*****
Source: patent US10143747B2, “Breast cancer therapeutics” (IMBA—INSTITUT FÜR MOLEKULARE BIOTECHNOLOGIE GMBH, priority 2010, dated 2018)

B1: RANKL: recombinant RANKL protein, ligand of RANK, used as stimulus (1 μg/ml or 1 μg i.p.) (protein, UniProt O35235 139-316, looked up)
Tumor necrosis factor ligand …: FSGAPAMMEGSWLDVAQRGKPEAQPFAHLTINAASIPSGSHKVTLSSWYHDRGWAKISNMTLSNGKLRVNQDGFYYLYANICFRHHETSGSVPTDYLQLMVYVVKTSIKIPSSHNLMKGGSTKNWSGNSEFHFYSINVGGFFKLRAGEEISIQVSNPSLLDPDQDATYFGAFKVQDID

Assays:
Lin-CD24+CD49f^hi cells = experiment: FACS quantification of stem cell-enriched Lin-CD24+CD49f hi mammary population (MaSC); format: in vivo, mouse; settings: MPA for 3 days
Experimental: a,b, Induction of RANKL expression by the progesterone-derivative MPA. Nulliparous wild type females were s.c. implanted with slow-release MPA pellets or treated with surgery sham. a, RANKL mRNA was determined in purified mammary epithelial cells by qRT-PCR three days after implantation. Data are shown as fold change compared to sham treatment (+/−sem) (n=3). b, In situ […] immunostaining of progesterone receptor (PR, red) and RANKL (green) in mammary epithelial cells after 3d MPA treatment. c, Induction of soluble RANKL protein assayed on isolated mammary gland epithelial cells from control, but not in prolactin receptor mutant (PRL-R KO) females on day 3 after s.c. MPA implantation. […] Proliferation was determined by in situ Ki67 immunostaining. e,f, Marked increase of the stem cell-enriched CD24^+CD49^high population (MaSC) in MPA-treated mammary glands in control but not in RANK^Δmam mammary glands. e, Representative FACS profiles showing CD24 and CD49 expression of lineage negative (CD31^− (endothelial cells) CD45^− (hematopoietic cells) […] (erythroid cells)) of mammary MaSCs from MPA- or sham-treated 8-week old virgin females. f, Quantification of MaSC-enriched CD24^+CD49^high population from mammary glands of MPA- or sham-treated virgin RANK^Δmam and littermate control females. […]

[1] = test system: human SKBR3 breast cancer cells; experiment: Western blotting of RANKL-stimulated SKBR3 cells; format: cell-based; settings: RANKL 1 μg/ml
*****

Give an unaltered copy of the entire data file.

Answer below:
Source: patent US10143747B2, “Breast cancer therapeutics” (IMBA—INSTITUT FÜR MOLEKULARE BIOTECHNOLOGIE GMBH, priority 2010, dated 2018)

B1: RANKL: recombinant RANKL protein, ligand of RANK, used as stimulus (1 μg/ml or 1 μg i.p.) (protein, UniProt O35235 139-316, looked up)
Tumor necrosis factor ligand …: FSGAPAMMEGSWLDVAQRGKPEAQPFAHLTINAASIPSGSHKVTLSSWYHDRGWAKISNMTLSNGKLRVNQDGFYYLYANICFRHHETSGSVPTDYLQLMVYVVKTSIKIPSSHNLMKGGSTKNWSGNSEFHFYSINVGGFFKLRAGEEISIQVSNPSLLDPDQDATYFGAFKVQDID

Assays:
Lin-CD24+CD49f^hi cells = experiment: FACS quantification of stem cell-enriched Lin-CD24+CD49f hi mammary population (MaSC); format: in vivo, mouse; settings: MPA for 3 days
Experimental: a,b, Induction of RANKL expression by the progesterone-derivative MPA. Nulliparous wild type females were s.c. implanted with slow-release MPA pellets or treated with surgery sham. a, RANKL mRNA was determined in purified mammary epithelial cells by qRT-PCR three days after implantation. Data are shown as fold change compared to sham treatment (+/−sem) (n=3). b, In situ […] immunostaining of progesterone receptor (PR, red) and RANKL (green) in mammary epithelial cells after 3d MPA treatment. c, Induction of soluble RANKL protein assayed on isolated mammary gland epithelial cells from control, but not in prolactin receptor mutant (PRL-R KO) females on day 3 after s.c. MPA implantation. […] Proliferation was determined by in situ Ki67 immunostaining. e,f, Marked increase of the stem cell-enriched CD24^+CD49^high population (MaSC) in MPA-treated mammary glands in control but not in RANK^Δmam mammary glands. e, Representative FACS profiles showing CD24 and CD49 expression of lineage negative (CD31^− (endothelial cells) CD45^− (hematopoietic cells) […] (erythroid cells)) of mammary MaSCs from MPA- or sham-treated 8-week old virgin females. f, Quantification of MaSC-enriched CD24^+CD49^high population from mammary glands of MPA- or sham-treated virgin RANK^Δmam and littermate control females. […]

[1] = test system: human SKBR3 breast cancer cells; experiment: Western blotting of RANKL-stimulated SKBR3 cells; format: cell-based; settings: RANKL 1 μg/ml